Understanding the State-the Mercedes Model
Working with the NLP Mercedes Model
Most issues have at their core the simple idea of programming. All our lives we have been collecting files and information about what is right, what is wrong, what is possible and what isn’t.
All these files go into making us who we are, and sometimes, through no fault of our own these files get outdated, they are no longer useful and we need to replace or update them.
One of the models NLP uses to define our present state is called the Mercedes Model. This model elegantly defines the relationship between our
Thinking: This is defined as the quality of our internal dialogue and the type of pictures and movies we run in our mind. Our beliefs and values are also defined here as we use language to express them.
Feeling: The quality of our emotions, for example, anxiety or confidence, and how do we tell the difference between a feeling of anxiety and a feeling of confidence.
Behaviours: The quality of what we do and what we say. This includes our physiology, for example, how we stand, how we walk, our gestures and the kind of facial expressions we use.
The quality of our thoughts, feelings and behaviours all depend on each other. With a detailed analysis of your current thoughts, feelings and behaviours you can then work out the best ways of making your future happen
Walk the Grace and Power
Walking with Grace and Power is a kinaesthetic pattern (gets the body involved), does not require the participation of the conscious mind and makes use of the connection between your internal representations and your physiology. That is, maintaining a positive and resourceful physiology while thinking of a less than resourceful experience helps your client to ‘rewire’ the neurology and overwrite the less than resourceful response. As this exercise involves using the body, it is a great exercise to use with children, as well as adults.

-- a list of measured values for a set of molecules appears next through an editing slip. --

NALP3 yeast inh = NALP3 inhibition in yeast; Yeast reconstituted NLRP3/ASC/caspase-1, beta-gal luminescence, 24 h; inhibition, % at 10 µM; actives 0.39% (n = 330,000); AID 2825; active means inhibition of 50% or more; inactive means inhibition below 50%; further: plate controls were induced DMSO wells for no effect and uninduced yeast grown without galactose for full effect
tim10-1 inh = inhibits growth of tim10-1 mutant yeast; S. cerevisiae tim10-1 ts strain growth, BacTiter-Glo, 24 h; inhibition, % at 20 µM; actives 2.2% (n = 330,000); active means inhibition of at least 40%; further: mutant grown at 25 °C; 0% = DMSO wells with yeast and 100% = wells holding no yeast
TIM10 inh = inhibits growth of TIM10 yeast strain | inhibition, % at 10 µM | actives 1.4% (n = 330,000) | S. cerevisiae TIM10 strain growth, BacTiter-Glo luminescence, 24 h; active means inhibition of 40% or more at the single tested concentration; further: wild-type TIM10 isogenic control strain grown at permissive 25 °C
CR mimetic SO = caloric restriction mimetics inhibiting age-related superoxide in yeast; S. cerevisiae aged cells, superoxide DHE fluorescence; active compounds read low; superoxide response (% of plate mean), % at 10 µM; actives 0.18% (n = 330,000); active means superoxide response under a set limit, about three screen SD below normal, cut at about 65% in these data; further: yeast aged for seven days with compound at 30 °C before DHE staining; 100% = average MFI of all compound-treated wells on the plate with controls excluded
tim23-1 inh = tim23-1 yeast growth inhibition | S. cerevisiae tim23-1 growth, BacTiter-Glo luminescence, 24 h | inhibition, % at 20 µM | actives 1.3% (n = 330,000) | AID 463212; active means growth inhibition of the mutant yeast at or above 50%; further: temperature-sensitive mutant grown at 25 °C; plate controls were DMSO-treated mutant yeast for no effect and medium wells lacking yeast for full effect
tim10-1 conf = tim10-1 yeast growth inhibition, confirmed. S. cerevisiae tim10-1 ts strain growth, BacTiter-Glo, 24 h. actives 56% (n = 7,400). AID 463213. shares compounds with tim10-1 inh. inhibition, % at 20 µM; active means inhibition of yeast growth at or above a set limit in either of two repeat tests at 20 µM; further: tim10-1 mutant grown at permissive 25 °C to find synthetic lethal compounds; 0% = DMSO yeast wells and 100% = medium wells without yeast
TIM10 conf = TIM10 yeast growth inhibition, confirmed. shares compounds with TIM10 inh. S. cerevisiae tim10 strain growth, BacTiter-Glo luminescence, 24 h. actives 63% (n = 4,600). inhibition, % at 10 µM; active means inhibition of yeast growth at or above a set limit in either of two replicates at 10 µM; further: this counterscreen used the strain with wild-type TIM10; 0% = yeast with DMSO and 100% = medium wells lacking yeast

As with many NLP processes, it is not necessary for the coach to know the issue that the client is working on.
Walking is just one way to use this pattern. If the client is capable of other kinaesthetic activities that require a fair degree of concentration to maintain excellence, then these could be used as an alternative. For example: dancing, drumming, juggling, Tai-Chi, martial arts patterns. The coach must understand the activity well enough to spot slips from excellence and be able to issue corrections.
The excellent state must be maintained for several minutes (up to 15 minutes) before the non-resourceful situation (choice point) is re-introduced in order to get the full physiological biochemistry activated.
If the physiology deteriorates, the choice point is set aside until excellence is restored in the walking state.
The basic steps are as follows:
1. Once the client and coach are in rapport, the client identifies a situation (from either a pattern of behaviour or a future specific situation) where the client wants to either have more of an existing resource or to add a new resource or quality in that situation, in order to get a better outcome in the future. The client then sets that situation aside for the moment.
2. The client walks in a pattern that is a minimum of 10-12 feet (e.g. circle, oval or back and forth). As the client walks, the coach suggests changes to the client’s physiology (e.g. by altering the position of the head, neck, shoulders, breathing pattern, posture, length of stride, position of feet etc.) in order to achieve excellence (grace, power, confidence and elegance). This can be done verbally or by touch adjustments.
3. The client continues to walk while making a mental inventory of the new style. The coach monitors the client to ensure that the new style is being maintained.
4. While maintaining the quality of the walk the client thinks their way through the situation identified in 1. The coach encourages the client and monitors the quality of the walk. If the quality falters, the coach has the client return to the resourceful state in step 2.
5. Once the situation in step 1 has been completely thought through end-to-end while maintaining the quality of the walk, the client stops walking.
6. Test and future pace